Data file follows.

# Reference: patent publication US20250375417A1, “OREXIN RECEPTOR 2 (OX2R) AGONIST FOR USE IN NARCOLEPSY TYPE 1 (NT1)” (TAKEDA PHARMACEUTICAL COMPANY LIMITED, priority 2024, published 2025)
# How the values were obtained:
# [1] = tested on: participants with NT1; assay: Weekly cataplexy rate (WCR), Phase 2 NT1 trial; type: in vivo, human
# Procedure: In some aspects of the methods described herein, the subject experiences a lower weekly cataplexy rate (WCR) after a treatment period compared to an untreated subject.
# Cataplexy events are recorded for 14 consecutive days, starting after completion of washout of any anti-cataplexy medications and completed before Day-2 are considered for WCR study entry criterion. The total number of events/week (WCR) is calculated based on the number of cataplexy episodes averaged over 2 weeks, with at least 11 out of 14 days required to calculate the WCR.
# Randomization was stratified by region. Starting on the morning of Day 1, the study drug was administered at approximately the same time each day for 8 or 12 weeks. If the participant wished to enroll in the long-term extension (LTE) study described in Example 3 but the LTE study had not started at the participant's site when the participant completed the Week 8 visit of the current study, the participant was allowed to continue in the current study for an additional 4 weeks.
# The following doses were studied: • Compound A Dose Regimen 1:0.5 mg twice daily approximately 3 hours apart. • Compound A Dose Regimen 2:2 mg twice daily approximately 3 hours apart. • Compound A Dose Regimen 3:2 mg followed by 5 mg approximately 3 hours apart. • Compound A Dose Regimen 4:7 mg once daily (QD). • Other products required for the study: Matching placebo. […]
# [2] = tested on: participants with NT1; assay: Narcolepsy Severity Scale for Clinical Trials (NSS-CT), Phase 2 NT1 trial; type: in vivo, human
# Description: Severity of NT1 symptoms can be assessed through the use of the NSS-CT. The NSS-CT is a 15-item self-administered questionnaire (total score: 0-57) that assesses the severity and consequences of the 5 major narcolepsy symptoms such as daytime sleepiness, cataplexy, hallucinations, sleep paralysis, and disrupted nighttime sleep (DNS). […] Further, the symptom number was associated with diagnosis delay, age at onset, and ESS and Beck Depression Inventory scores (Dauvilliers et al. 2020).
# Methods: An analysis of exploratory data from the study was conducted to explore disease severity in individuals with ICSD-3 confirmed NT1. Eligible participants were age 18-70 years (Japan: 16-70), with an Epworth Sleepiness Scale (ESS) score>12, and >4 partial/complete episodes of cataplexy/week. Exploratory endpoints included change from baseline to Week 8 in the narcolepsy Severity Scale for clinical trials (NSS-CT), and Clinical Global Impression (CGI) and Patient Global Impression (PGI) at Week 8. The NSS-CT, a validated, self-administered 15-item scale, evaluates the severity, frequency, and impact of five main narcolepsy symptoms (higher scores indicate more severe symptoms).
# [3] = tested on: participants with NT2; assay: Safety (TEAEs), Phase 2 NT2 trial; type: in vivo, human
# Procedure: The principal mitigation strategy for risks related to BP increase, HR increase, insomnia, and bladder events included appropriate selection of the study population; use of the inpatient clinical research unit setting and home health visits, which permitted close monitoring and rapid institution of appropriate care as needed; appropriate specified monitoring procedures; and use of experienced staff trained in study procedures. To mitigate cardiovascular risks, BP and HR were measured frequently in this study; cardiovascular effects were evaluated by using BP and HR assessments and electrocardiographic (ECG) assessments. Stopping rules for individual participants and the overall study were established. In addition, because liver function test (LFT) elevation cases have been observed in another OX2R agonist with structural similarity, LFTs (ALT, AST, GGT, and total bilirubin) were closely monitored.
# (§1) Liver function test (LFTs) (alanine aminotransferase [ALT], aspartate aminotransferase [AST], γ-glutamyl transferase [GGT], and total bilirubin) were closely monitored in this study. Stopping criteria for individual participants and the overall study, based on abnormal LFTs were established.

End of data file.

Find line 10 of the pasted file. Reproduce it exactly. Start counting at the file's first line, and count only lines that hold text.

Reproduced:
# Methods: An analysis of exploratory data from the study was conducted to explore disease severity in individuals with ICSD-3 confirmed NT1. Eligible participants were age 18-70 years (Japan: 16-70), with an Epworth Sleepiness Scale (ESS) score>12, and >4 partial/complete episodes of cataplexy/week. Exploratory endpoints included change from baseline to Week 8 in the narcolepsy Severity Scale for clinical trials (NSS-CT), and Clinical Global Impression (CGI) and Patient Global Impression (PGI) at Week 8. The NSS-CT, a validated, self-administered 15-item scale, evaluates the severity, frequency, and impact of five main narcolepsy symptoms (higher scores indicate more severe symptoms).